(I) "Primary ocean front sand dunes" means those dunes which constitute the front row of dunes adjacent to the Atlantic Ocean.
(J) "Critical area" means any of the following:
(1) coastal waters;
(4) beach/dune system which is the area from the mean high-water mark to the setback line as determined in Section 48-39-280.
(K) "Person" means any individual, organization, association, partnership, business trust, estate trust, corporation, public or municipal corporation, county, local government unit, public or private authority and shall include the State of South Carolina, its political subdivisions and all its departments, boards, bureaus or other agencies, unless specifically exempted by this chapter.
(L) "Estuarine sanctuary" means a research area designated as an estuarine sanctuary by the Secretary of Commerce.
(M) "Marine sanctuary" means any water and wetland areas designated as a marine sanctuary by the Secretary of Commerce.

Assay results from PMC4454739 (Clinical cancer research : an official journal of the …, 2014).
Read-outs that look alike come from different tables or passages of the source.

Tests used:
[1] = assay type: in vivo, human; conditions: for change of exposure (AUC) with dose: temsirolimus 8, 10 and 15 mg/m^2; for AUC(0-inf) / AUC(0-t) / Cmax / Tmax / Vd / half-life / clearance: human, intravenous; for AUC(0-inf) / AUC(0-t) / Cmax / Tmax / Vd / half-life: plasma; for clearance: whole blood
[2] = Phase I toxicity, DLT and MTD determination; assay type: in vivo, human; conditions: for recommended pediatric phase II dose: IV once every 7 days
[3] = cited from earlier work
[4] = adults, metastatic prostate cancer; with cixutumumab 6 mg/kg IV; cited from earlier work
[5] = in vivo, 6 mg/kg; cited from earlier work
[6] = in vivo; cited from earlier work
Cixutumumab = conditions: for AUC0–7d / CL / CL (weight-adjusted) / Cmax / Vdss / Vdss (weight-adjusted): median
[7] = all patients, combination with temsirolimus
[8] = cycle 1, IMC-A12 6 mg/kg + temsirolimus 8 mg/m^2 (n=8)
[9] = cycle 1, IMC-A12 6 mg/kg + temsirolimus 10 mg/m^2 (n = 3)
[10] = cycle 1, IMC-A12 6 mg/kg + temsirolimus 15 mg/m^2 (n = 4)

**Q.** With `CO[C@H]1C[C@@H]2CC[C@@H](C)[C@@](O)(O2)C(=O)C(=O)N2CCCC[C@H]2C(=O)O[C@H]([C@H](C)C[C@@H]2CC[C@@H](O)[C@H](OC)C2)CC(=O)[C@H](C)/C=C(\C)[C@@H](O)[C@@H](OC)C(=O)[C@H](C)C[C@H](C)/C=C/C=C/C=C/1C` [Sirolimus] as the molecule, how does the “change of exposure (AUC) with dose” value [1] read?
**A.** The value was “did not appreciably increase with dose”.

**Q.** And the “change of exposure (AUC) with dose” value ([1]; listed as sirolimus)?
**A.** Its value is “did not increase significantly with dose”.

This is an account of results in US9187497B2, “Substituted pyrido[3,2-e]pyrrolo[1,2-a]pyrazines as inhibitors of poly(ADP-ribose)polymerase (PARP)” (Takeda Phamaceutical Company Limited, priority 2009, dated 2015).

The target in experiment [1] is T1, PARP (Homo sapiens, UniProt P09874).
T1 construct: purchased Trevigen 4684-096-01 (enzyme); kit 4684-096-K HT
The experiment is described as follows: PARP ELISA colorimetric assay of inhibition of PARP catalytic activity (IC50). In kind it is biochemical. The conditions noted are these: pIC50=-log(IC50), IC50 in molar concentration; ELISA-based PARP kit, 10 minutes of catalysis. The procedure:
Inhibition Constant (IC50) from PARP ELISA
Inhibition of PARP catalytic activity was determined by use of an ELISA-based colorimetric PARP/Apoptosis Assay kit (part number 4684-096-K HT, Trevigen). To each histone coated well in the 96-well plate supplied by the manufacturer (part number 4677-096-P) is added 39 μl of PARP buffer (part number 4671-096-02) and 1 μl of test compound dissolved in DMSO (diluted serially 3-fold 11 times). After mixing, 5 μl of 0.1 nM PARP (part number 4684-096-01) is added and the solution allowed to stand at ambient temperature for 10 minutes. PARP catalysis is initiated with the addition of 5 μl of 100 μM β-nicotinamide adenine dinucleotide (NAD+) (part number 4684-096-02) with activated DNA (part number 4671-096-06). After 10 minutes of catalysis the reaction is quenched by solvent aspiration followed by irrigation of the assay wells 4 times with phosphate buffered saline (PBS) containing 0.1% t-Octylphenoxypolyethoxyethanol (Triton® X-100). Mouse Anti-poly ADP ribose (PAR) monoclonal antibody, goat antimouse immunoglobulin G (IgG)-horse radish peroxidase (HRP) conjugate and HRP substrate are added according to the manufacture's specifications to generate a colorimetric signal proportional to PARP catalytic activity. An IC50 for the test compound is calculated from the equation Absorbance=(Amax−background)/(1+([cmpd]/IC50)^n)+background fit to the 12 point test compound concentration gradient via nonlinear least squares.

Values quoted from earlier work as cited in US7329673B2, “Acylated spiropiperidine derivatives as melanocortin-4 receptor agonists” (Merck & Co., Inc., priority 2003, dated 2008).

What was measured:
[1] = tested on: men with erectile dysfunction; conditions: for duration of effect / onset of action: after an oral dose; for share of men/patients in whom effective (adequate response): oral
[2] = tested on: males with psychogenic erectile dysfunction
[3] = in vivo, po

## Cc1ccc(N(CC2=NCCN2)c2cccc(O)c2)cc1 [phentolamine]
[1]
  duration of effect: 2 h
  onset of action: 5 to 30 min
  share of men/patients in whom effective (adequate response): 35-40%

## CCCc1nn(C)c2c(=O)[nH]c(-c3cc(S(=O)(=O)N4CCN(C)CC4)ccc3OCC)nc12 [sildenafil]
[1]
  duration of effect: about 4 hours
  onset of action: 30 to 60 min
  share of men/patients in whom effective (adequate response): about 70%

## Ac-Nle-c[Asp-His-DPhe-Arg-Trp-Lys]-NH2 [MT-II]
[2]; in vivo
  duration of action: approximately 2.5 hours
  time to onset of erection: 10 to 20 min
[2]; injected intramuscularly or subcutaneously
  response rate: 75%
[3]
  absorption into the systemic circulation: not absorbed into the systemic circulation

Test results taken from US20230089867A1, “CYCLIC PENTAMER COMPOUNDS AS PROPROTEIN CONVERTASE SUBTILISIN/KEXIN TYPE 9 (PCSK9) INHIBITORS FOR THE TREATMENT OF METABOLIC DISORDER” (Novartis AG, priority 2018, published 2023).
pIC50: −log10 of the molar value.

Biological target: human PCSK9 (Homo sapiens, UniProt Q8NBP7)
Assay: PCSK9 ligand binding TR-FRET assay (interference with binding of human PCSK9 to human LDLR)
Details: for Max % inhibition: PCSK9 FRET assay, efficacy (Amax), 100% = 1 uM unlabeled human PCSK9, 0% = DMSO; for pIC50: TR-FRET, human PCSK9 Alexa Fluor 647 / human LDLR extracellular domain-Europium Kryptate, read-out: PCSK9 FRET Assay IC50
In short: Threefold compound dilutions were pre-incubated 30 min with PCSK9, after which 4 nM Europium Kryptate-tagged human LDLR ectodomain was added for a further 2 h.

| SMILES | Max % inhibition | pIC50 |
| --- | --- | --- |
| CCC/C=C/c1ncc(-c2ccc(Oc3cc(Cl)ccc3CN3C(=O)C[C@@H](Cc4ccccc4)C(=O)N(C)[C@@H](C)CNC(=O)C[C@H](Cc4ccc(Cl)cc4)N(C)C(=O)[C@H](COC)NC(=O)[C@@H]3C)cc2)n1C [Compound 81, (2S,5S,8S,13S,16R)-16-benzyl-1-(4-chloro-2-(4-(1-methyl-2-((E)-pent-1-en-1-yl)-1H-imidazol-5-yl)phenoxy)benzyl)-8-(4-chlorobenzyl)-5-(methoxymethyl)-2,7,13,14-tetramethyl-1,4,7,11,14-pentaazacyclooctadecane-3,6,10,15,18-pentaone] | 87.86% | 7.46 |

(N) "Minor development activities" means the construction, maintenance, repair or alteration of any private piers or erosion control structure, the construction of which does not involve dredge activities.
(O) "Dredging" means the removal or displacement by any means of soil, sand, gravel, shells or other material, whether of intrinsic value or not, from any critical area.
(P) "Filling" means either the displacement of saline waters by the depositing into critical areas of soil, sand, gravel, shells or other material or the artificial alteration of water levels or water currents by physical structure, drainage ditches or otherwise.
(Q) "Submerged lands" means those river, creek and ocean bottoms lying below mean low-water mark.
(R) "Oil" means crude petroleum oil and all other hydrocarbons, regardless of specific gravity, that are produced in liquid form by ordinary production methods, but does not include liquid hydrocarbons that were originally in a gaseous phase in the reservoir.
(S) "Gas" means all natural gas and all other fluid hydrocarbons not hereinabove defined as oil, including condensate because it originally was in the gaseous phase in the reservoir.
(T) "Fuel" means gas and oil.
(U) "Emergency" means any unusual incident resulting from natural or unnatural causes which endanger the health, safety or resources of the residents of the State, including damages or erosion to any beach or shore resulting from a hurricane, storm or other such violent disturbance.